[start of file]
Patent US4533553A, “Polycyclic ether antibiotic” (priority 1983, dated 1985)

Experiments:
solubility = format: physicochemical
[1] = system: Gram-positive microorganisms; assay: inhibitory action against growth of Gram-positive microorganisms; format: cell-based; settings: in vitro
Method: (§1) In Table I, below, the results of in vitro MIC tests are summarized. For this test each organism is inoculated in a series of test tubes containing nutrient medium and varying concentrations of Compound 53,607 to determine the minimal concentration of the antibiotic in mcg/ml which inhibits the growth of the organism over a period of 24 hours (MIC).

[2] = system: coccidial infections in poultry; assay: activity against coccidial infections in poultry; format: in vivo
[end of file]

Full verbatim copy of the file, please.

Patent US4533553A, “Polycyclic ether antibiotic” (priority 1983, dated 1985)

Experiments:
solubility = format: physicochemical
[1] = system: Gram-positive microorganisms; assay: inhibitory action against growth of Gram-positive microorganisms; format: cell-based; settings: in vitro
Method: (§1) In Table I, below, the results of in vitro MIC tests are summarized. For this test each organism is inoculated in a series of test tubes containing nutrient medium and varying concentrations of Compound 53,607 to determine the minimal concentration of the antibiotic in mcg/ml which inhibits the growth of the organism over a period of 24 hours (MIC).

[2] = system: coccidial infections in poultry; assay: activity against coccidial infections in poultry; format: in vivo